Fact sheet for ages 16-17 about cyberbullying

Cyberbullying: What is it and how to stop it

For youth aged 16-17 years old

What is cyberbullying?

You already know what bullying is — simply put, this is the online version. When someone is mean or tries to threaten, hurt or embarrass someone online, that’s cyberbullying. It can be:

  • Making fun of someone or how they look
  • Sharing sexual images of someone with others
  • Threatening, harassing, excluding or ganging up on someone
  • Spreading hurtful gossip, secrets, rumours or lies
  • Creating a poll that makes someone look bad
  • Impersonating someone and getting negative attention
  • Screen capturing and sharing what was supposed to be temporary or private

Where does it happen?

Cyberbullying can happen anywhere you talk to other people online.

  • Social media and apps
  • Email
  • Multiplayer games
  • YouTube and live-streaming
  • Text, chat or IM

How does it affect youth?

Cyberbullying can be very harmful because there is no safe zone. It can reach you anytime and anywhere, even at the dinner table or in the privacy of your bedroom — and can quickly be seen by a lot of people.

If you’re being cyberbullied, you may:

  • Feel isolated, lonely, or depressed
  • Feel like your self-esteem and friendships are negatively impacted
  • Have trouble eating, sleeping or performing well at school, activities or work
  • Try to harm yourself or even attempt suicide

Those who cyberbully may:

  • Damage their friendships and reputations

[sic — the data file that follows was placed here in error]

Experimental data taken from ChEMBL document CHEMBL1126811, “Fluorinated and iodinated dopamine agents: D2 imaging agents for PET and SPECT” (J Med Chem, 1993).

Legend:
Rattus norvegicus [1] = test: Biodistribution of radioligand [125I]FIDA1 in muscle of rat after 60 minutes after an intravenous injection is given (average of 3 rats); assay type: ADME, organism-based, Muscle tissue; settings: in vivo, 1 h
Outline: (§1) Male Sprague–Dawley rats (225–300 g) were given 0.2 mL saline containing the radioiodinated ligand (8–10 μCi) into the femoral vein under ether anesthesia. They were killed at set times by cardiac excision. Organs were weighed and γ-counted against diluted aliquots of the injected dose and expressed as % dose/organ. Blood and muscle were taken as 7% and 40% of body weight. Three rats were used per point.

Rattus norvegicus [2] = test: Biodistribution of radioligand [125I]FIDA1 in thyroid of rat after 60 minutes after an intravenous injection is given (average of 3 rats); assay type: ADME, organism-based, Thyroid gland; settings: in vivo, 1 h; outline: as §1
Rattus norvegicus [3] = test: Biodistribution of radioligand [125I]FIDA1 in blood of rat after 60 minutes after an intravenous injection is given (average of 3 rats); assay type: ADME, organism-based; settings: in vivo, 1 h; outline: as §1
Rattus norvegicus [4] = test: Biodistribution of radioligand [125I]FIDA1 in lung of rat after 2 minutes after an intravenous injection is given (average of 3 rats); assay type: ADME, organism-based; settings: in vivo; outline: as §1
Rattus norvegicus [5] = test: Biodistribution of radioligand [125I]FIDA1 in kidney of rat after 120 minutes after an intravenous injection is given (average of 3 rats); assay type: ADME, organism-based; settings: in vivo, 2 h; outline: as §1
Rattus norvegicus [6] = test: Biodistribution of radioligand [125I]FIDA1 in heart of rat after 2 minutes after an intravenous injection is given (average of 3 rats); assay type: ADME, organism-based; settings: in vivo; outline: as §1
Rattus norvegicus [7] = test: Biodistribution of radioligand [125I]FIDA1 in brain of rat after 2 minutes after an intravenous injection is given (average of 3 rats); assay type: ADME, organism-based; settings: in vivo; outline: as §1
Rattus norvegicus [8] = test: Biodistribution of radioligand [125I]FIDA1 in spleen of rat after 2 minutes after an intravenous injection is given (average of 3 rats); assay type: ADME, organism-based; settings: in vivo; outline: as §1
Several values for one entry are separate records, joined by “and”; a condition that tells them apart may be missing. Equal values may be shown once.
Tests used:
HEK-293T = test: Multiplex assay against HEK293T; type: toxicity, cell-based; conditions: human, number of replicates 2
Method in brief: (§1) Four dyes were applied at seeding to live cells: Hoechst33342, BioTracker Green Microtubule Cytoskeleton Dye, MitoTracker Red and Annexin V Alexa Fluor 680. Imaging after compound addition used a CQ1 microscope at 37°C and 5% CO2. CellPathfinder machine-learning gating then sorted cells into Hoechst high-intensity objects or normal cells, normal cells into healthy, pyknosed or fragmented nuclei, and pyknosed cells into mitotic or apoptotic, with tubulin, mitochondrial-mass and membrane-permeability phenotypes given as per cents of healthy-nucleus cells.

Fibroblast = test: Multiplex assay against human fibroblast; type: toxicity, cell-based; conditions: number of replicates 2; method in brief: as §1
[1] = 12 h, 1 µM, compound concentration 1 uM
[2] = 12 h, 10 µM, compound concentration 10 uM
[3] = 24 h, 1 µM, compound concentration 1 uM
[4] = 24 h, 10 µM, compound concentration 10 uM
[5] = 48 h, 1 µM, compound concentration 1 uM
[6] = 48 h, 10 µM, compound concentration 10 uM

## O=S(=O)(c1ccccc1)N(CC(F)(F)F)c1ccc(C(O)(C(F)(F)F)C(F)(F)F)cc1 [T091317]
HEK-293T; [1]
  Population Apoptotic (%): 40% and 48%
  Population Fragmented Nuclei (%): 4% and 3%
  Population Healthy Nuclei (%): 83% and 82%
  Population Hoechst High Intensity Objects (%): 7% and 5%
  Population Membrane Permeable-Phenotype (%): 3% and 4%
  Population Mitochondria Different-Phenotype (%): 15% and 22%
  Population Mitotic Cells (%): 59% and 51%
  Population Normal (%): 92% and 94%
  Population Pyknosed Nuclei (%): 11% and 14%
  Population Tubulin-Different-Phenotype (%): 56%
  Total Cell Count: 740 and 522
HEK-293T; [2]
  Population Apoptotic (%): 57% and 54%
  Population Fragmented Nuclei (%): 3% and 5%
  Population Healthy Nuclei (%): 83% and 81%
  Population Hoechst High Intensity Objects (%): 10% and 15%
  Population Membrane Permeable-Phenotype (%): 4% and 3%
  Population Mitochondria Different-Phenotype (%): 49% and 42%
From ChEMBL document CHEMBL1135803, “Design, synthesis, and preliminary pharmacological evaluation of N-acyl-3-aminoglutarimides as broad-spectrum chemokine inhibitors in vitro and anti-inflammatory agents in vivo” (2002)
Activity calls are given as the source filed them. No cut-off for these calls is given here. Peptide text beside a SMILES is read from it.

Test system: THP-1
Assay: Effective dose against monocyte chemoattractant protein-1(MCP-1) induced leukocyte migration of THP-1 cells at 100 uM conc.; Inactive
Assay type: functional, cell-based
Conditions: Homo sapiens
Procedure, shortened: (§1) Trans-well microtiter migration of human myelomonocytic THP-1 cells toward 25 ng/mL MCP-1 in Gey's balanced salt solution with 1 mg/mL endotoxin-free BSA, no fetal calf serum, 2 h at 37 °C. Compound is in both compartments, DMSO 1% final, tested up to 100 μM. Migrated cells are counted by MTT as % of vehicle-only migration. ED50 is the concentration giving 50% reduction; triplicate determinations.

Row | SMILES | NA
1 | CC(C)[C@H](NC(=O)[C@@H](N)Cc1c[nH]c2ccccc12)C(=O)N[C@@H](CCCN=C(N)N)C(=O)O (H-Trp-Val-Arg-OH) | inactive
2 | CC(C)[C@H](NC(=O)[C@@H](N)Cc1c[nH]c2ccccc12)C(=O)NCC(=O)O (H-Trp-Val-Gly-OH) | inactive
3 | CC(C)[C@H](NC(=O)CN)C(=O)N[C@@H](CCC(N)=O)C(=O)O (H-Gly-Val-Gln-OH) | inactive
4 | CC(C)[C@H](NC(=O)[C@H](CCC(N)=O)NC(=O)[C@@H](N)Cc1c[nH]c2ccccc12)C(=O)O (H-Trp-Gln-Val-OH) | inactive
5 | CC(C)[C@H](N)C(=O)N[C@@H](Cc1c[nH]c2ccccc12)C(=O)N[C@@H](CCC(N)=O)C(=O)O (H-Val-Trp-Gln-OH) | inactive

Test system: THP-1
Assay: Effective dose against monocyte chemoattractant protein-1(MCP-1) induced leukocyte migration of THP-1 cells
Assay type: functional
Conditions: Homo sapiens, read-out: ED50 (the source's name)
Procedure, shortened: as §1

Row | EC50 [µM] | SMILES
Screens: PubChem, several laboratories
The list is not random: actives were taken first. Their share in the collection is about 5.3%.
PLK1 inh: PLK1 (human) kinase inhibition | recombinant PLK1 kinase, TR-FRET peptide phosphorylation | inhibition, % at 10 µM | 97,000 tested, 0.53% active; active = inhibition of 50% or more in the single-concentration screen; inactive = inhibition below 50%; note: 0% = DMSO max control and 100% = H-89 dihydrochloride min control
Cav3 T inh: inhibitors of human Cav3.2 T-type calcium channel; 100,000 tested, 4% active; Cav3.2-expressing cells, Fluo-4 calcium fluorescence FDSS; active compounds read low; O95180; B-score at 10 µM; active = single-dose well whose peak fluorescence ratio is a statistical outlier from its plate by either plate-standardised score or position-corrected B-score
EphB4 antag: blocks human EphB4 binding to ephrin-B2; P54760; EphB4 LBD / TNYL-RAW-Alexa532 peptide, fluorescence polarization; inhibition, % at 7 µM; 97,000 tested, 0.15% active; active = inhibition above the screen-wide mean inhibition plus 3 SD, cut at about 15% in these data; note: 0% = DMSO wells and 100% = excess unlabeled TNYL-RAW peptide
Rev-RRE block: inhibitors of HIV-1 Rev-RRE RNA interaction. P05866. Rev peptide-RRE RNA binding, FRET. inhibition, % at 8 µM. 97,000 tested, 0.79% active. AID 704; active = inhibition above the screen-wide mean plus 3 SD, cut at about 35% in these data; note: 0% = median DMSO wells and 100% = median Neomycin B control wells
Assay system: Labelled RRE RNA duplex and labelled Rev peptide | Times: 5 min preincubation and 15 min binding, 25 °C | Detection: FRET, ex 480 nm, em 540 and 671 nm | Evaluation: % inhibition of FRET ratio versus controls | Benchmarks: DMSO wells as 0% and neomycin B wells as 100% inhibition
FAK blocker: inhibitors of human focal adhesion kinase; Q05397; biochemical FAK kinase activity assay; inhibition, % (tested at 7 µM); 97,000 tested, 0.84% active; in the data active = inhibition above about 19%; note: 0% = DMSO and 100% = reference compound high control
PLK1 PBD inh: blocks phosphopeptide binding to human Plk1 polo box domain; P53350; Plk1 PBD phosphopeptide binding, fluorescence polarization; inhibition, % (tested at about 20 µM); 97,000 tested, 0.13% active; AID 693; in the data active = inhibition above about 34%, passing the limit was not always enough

• Face criminal charges with punishments that could include time in prison
  • Limit their future education and career opportunities

What can you do about it?

To prevent cyberbullying:

  • Do not send or post anything that might hurt someone else
  • Treat everyone you meet online with respect
  • Assume everything you post (including pictures) is public
  • Learn about your privacy settings and do not share passwords
  • Do not share personal information or naked photos of yourself or others

If you are being cyberbullied:

  • Do not reply or respond with nasty messages
  • Save a copy of any messages so you can show an adult
  • Block or break off contact with the person
  • Talk to your parents or a safe adult
  • Report it to an adult, your school, or the site or app
  • Go to the police if you feel physically threatened or a crime has been committed
  • Get help having pictures removed at NeedHelpNow.ca

If you see someone else being cyberbullied:

  • Do not like or share messages — it can make things worse
  • If you know the bully, tell them that cyberbullying is not okay with you
  • Let the person being cyberbullied know you are there and you care
  • Talk to an adult you can trust so they can help you deal with it


Learn more at Canada.ca/cyberbullying

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